In this session we invite participants investigating environmental management and development interventions, and their biophysical outcomes, that emerge from science distortions, research biases and environmental narratives that mischaracterize human interactions with the physical landscape (e.g., Crossley 2004, Goldman and Turner 2011, Lave et al. 2014, Forsyth 2015, Davis 2016). We view these social-ecological conditions as ‘disingenuous natures’ (Simon 2019). These are disingenuous environments because “despite being constructed by surreptitious knowledge, incomplete science and fictitious histories – they are understood and managed as if they were a legitimate, authentic and thus genuine depiction of past and contemporary social-ecological interactions” (Simon 2018, 72). This understanding of the relationship between environmental science, knowledge and management thus draws from political ecology and, more recently, critical physical geography research seeking to “investigate material landscapes, social dynamics, and knowledge politics together, as they co-constitute each other” (Lave et al. 2018, 6). We hope this session will generate productive conversations that closely and recursively connect (a) what we come to know about particular landscapes or social-ecological relationships (i.e., the science and stories of disingenuous natures), with (b) how that knowledge is carried forward and ultimately applied and instantiated within particular landscapes and social-ecological systems (i.e., the material and political implications of disingenuous natures).
We welcome papers from a wide range of geographical, temporal and topical contexts. We encourage theoretical, empirical and methodological contributions across the human-physical geography divide. Paper themes might include:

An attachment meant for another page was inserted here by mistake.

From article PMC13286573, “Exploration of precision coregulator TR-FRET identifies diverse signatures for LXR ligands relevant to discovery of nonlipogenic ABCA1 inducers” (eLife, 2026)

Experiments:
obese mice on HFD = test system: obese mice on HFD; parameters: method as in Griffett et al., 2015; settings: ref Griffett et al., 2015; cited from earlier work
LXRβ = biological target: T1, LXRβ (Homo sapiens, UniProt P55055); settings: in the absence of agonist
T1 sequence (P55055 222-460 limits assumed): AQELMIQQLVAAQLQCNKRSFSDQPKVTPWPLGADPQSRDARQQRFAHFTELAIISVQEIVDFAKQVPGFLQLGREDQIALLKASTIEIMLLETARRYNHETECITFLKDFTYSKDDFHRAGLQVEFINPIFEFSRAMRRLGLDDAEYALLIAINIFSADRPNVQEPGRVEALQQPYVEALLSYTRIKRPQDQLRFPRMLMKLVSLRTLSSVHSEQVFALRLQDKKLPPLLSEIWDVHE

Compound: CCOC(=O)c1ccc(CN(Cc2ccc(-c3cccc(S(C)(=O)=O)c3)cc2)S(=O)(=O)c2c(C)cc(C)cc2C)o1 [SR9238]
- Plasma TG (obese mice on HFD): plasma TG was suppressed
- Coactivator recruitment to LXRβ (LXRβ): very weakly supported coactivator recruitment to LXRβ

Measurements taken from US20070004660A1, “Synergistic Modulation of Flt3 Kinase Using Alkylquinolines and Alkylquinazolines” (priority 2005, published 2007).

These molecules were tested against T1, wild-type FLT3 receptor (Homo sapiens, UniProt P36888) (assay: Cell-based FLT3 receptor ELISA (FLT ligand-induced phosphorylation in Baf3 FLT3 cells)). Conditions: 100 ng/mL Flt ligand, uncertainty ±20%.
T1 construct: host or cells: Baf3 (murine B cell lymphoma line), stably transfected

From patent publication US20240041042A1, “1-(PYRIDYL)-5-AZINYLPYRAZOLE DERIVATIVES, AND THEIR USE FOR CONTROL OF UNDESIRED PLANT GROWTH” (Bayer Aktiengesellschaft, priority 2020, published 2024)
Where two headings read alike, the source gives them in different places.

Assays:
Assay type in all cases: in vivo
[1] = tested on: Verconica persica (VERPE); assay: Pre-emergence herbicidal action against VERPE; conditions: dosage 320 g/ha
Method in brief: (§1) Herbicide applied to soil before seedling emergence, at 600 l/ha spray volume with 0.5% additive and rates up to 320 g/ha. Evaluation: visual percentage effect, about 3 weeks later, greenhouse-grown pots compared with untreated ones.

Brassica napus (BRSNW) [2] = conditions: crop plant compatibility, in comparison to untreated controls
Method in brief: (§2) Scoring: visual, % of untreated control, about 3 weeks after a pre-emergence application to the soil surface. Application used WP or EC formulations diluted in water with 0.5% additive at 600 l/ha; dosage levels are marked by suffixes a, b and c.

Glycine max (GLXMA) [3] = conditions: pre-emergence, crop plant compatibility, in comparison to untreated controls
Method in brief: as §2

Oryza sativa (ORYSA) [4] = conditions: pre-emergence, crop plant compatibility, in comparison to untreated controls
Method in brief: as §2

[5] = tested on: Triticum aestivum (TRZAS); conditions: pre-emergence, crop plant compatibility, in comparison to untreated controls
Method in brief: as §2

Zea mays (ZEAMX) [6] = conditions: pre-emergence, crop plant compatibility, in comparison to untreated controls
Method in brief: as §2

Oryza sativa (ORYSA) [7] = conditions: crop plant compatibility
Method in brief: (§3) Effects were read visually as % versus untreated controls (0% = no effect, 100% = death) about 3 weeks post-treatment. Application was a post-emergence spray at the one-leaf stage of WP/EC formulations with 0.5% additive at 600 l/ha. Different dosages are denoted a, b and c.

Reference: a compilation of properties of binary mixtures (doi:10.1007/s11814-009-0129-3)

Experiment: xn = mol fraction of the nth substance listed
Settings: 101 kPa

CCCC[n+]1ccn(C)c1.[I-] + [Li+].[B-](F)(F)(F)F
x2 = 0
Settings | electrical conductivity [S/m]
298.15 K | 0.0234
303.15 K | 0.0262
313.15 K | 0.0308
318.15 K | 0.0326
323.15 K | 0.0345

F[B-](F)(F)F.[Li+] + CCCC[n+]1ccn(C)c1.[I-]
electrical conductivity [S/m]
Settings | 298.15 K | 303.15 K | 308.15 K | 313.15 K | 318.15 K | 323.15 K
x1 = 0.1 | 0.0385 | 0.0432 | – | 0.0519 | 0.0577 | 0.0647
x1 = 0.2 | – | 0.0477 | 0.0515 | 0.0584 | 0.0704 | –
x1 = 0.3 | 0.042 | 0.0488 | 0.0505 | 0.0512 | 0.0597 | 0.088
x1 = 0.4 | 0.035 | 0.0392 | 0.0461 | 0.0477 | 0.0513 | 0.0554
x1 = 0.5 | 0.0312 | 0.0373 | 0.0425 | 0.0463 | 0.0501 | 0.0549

Close investigations of scientific practices, paradigms and epistemologies that distort our understanding of, and materially impact, landscapes and actually existing biophysical processes.
Social and institutional factors, including reified policy frameworks, that normalize flawed science and biased knowledge of environmental change, and make them seem credible to the public.
The underlying influences of post-colonial, patriarchal, racist and other discriminatory belief systems that inform the production of environmental knowledge and the management of particular places and peoples.
Methodological approaches and considerations that may be helpful to other researchers who dig beneath the surface to uncover and highlight information that challenges environmental ‘stories of record’.
Examples highlighting the emancipatory nature of disingenuous nature research, including opportunities to generate alternative (and more inclusive and socially just) storylines, sciences and environmental futures.
Please send your paper abstracts to Gregory Simon (firstname.lastname@example.org) and Rebecca Lave (email@example.com) by December 8.
Crossley, P. L. 2004. Just beyond the eye: Floating gardens in Aztec Mexico. Historical Geography, 32, pp.111-135.
Davis, D. K. 2016. The Arid Lands: History, Power, Knowledge. MIT Press.
Forsyth T. 2015. Integrating science and politics in political ecology. Chapter 8. In,The International Handbook of Political Ecology, p.103.
Goldman M. J., Turner MD 2011. Introduction. In M. J. Goldman & M. D. Turner (Eds.), Knowing Nature: Conversations at the intersection of political ecology and science studies (pp. 1–29). Chicago: University of Chicago Press.
Lave, R., Wilson, M. W., et al., 2014. Intervention: Critical physical geography. The Canadian Geographer/Le Géographe canadien, 58(1), pp.1-10.
Lave R., Biermann C., Lane S.N. (2018) Introducing Critical Physical Geography. In: Lave R., Biermann C., Lane S. (Eds.), The Palgrave Handbook of Critical Physical Geography. Palgrave Macmillan, Cham.
Simon, G. L. 2018. The Rise of Disingenuous Nature and Neoliberal Stealth Unknown-Knowns. In Reflecting on Neoliberal Natures: An Exchange (Eds., P. Bigger and J. Dempsey). Environment and Planning E: Nature and Space 1:1-2 pp. 71-75.
Simon, G. L., Peterson, C. 2019. “Disingenuous Forests: A Historical Political Ecology of Fuelwood Collection and Forest Cover Change in South India.” Journal of Historical Geography.